Our society contributes to the development of eating disorders in women and men by promoting the idea that being thin is more desirable. Kate Moss, a famous model in the eighties once said, “Nothing tastes as good as skinny feels.” Shared attitudes and beliefs such as these help contribute to our society’s fixation on being thin. In the past thirty years society’s expectations of what women and men’s body should look like have only gotten stricter (Helgeson, 2016, p. 530). Unrealistic expectations that society puts forth on women and men can have serious and sometimes fatal consequences. The desire and the need to be thin can cause serious eating disorders such as Bulimia Nervosa, Binge Eating Disorder and more life-threatening Anorexia
Throughout the twenty-first century there has been a social demand to be thin. Many famous men and women in the acting and modeling industry are expected to be skinny and are photoshopped in their pictures to make them look smaller than they are, which the everyday people see. “When you consider the average weight of a supermodel, the $70 billion dieting industry, or the 6 million to 11 million people who struggle with eating disorders, you come to one conclusion: America is virtually obsessed with thinness” (Wolchover). Our world is determined to be skinny and people become so obsessed, that they will start to see themselves as larger than they truly are and will take serious measures to accomplish their dream of being thin. This “thin fantasy” develops into eating disorders such as anorexia nervosa and bulimia nervosa. Although anorexia nervosa and bulimia nervosa are both eating disorders where the person has a misperception of his or her own body and relies on starving/fasting, purging, and excessive exercise to lose weight, these conditions do vary in the way they are defined, diagnosed, and the effects they have on the body.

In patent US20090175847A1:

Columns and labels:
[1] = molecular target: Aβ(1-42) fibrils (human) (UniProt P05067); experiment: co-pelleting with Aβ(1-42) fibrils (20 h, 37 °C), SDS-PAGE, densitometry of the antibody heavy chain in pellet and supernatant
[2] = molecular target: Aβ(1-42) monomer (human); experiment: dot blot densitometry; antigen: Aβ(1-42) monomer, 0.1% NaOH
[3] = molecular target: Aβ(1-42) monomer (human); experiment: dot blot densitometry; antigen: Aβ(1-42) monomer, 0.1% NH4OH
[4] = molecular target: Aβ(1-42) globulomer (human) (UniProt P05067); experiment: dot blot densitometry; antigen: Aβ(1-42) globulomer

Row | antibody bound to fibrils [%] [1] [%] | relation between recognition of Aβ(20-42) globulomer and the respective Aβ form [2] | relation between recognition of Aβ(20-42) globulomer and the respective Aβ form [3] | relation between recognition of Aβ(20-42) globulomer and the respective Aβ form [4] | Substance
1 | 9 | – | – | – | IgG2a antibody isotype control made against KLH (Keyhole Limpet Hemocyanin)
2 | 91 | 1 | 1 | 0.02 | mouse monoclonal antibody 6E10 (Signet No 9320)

In the present day, this concept of an ideal woman has slowly gravitated back towards the nineteenth century stereotype of having a frail, rail-thin body shape; however, social status is no longer the leading factor behind the movement. With the newly established capabilities of television access, commercial advertisements, and mass distribution, the rate of eating disorders skyrocketed. According to the American Obesity Association, 65% of adults and 30% of children are overweight. 30% of the adults and 15% of the children in the same category are considered to be clinically obese. Concurrently, the rate of eating disorders, such as anorexia nervosa and bulimia nervosa, continue to rise at a phenomenally simultaneous rate (257). These disorders can be viewed as a direct result of media consumption.
The term “body dissatisfaction” is defined as a negative subjective perception of one’s own self-image. According to psychologists Grabe, Hyde, and Ward approximately 50% of women who do or do not suffer from an eating disorder have feelings of body dissatisfaction (2008). People who have unrealistic expectations of their own body image are also at a greater risk of being discontent with their body because of the sustained depiction of the “thin ideal” by the media. Body dissatisfaction is also directly correlated with “critical physical and heath problems” because of the negative affect eating disorders have on people (Grabe; Hyde; Ward, 2008).